Not voting matters. Just ask the people who showed up at the Ridgewood recreation center last month for their exercise class, only to find the doors locked and no one in sight. Or ask 2 1/2-year-old Bebe Purdy, whose mother brought her to the Ridgewood sprayground, only to find it shuttered.Sponsored Message
Those people — and perhaps thousands of others throughout Dallas — were trying to use city services that they had paid for on July 6. But there were no city services to use. The city was closed, the first of two “furlough” days this summer that are part of the scramble to trim this year’s budget deficit. The theory? Shutter all non-essential services to save a couple of million dollars. Which sounds fine in theory, but loses a lot in translation.
“I’m not an accountant, and I don’t know what the answer is,” said Bebe’s mom, Angela, who had taken the day off work to bring her daughter to the sprayground. “But it’s a beautiful day, and if they’re cutting this to cut the budget, they need to find something else to cut. In this economy, people need things like this. Maybe not as much in this neighborhood, but in other neighborhoods.”
Which, to me, sounds like a better theory than those espoused by the people who run this city. Their guiding principle — perhaps their only principle — is that Dallas is about growth, that bigger is better, and that the role of city government is to facilitate growth so that we can get bigger and better. So we get convention center hotels, tollways, and the real estate deals that go with them. We get city managers who talk about construction cranes and dirt flying. We get a zoning plan, which is supposed to be about making the neighborhoods better places to live, called Forward Dallas! — a title, complete with exclamation point, that makes it sound like it’s about real estate deals, construction cranes and dirt flying.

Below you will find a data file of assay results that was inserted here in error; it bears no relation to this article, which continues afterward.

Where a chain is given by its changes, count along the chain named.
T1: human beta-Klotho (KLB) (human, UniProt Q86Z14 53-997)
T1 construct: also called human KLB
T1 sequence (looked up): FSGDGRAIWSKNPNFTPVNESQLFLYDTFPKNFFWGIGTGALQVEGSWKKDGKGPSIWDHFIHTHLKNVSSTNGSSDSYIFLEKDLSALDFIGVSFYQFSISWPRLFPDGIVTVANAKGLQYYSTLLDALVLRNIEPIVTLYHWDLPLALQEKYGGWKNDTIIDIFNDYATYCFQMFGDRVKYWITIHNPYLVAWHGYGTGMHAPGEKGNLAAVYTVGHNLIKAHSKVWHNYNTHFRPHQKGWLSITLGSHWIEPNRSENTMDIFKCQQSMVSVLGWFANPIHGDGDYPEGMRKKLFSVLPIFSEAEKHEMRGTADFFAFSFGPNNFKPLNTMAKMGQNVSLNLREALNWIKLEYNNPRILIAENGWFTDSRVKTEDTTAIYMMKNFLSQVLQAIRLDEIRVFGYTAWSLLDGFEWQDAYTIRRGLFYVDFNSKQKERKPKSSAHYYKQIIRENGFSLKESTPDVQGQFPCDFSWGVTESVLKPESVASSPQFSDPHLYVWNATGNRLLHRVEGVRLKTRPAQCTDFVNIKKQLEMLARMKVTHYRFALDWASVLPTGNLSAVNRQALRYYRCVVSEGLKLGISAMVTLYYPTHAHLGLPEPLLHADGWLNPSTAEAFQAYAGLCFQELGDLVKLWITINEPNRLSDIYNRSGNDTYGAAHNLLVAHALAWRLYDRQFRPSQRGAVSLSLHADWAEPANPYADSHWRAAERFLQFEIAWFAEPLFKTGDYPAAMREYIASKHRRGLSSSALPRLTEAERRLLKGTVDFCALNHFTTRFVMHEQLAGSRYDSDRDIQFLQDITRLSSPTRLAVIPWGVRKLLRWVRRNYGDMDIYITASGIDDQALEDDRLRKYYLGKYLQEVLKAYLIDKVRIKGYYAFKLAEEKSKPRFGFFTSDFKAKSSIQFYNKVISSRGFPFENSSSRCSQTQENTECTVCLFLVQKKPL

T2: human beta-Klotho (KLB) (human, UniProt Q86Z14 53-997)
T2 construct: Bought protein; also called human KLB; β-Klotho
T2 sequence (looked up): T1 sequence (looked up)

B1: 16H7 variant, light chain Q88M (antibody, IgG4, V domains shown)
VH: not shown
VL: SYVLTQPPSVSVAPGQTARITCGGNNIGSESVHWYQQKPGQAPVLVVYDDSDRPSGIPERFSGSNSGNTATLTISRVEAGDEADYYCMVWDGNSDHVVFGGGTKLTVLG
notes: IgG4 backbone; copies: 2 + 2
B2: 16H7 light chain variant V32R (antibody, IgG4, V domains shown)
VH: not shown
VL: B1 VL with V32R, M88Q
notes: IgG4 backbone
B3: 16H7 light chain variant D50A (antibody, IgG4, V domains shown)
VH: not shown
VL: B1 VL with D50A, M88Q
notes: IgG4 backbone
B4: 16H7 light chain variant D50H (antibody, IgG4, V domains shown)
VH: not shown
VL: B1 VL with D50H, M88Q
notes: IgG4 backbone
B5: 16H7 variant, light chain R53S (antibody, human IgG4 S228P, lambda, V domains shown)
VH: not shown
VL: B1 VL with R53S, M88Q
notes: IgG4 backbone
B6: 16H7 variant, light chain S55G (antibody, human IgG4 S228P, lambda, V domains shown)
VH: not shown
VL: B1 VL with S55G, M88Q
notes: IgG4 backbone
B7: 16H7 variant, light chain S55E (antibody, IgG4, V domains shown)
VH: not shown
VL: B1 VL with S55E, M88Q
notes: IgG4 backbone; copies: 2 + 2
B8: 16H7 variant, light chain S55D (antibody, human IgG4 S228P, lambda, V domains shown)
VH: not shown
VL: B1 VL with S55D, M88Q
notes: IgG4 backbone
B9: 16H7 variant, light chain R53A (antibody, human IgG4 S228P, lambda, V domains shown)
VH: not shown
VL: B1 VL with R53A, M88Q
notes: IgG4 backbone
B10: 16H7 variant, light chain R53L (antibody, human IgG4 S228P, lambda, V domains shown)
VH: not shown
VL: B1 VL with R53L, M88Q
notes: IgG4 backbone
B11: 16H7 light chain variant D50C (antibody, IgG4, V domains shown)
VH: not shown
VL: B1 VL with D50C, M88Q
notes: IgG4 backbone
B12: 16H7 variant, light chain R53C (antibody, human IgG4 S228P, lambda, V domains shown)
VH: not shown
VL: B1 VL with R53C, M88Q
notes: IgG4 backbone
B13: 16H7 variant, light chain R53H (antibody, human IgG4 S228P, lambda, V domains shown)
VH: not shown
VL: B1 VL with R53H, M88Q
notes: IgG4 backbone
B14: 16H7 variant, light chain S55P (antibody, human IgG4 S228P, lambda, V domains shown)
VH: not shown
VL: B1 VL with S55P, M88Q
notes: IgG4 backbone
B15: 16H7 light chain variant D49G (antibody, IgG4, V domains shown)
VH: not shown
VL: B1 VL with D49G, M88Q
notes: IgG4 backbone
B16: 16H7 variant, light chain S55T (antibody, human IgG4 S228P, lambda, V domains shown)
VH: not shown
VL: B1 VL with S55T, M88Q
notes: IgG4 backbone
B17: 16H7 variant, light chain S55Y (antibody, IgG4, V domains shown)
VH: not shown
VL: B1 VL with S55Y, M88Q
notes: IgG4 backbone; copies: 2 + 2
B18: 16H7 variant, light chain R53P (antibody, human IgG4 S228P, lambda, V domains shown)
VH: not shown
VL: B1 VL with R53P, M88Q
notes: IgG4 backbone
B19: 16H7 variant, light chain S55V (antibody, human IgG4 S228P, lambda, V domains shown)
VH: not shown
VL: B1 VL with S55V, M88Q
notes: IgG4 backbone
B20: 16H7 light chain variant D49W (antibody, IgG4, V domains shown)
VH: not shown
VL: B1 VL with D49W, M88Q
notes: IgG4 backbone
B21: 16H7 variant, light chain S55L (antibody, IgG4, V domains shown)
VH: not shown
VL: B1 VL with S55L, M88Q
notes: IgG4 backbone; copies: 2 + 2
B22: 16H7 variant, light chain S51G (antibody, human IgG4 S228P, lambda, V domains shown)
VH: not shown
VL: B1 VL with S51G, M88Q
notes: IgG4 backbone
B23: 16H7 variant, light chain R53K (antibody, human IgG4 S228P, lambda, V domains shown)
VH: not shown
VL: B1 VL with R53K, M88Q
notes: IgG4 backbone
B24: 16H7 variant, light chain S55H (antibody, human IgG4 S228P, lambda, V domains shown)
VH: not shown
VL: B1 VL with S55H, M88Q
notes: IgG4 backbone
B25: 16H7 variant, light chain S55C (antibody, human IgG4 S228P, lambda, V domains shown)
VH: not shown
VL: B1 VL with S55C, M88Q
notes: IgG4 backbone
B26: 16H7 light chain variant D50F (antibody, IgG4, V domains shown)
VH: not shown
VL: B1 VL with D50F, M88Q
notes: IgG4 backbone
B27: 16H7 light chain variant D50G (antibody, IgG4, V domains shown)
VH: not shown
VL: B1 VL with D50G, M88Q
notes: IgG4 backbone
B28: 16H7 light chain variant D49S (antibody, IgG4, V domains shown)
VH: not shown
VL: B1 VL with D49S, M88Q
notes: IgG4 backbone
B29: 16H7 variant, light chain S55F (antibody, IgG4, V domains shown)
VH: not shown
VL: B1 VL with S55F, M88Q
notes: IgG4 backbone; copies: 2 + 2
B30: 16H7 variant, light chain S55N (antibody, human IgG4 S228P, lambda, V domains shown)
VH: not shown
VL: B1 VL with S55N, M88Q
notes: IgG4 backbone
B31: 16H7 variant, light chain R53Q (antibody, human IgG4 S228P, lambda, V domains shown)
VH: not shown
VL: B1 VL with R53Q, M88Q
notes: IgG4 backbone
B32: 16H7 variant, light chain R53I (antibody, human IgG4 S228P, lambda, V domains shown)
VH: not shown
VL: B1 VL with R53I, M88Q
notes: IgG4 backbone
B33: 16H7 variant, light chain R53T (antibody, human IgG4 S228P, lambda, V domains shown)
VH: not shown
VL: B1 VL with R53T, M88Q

What’s missing in all of this is that growth is not necessarily the goal of municipal government and that bigger is not necessarily better. What’s missing is any discussion of quality of life; mostly, I assume, because the people who run the city don’t see it as important enough to discuss. Grow and get bigger, and quality of life will sort itself out.
Which is plain, flat-out wrong. First, it’s a 20th-century approach to government that is becoming increasingly outdated in a 21st century that is about making better use of the resources we have, instead of assuming we’ll always have new ones. Second, and more importantly, the people downtown are so hung up on growth that they have forgotten that government is also supposed to provide rec centers, spraygrounds and libraries.
Mayor Park Cities, in his council inauguration speech in June, said Dallas will become “the city by which all other great cities of this world are measured.” This is certainly possible, but only if we keep in mind what makes a great city, and it’s not just growth. No one visits New York to see construction cranes, no one goes to London to see dirt flying, no one travels to Paris to marvel at real estate deals. They want to see Central Park and Buckingham Palace and the Louvre, and we don’t have any of those.
This is not a Luddite argument against growth. Rather, it’s a plea for a more reasonable approach to growth that includes concerns about our quality of life. The current approach may not be the only reason we’re in this budget disaster, but it didn’t help us avoid it.
And that’s where not voting comes in. We have an opportunity, every two years, to tell the people downtown that they have to do a better of job of spending our money. And we don’t. More people go to Cowboys’ games than voted in this year’s city elections, and the Cowboys aren’t that much more important.
Besides, if you don’t vote, do you want to tell Bebe why she couldn’t use the sprayground?
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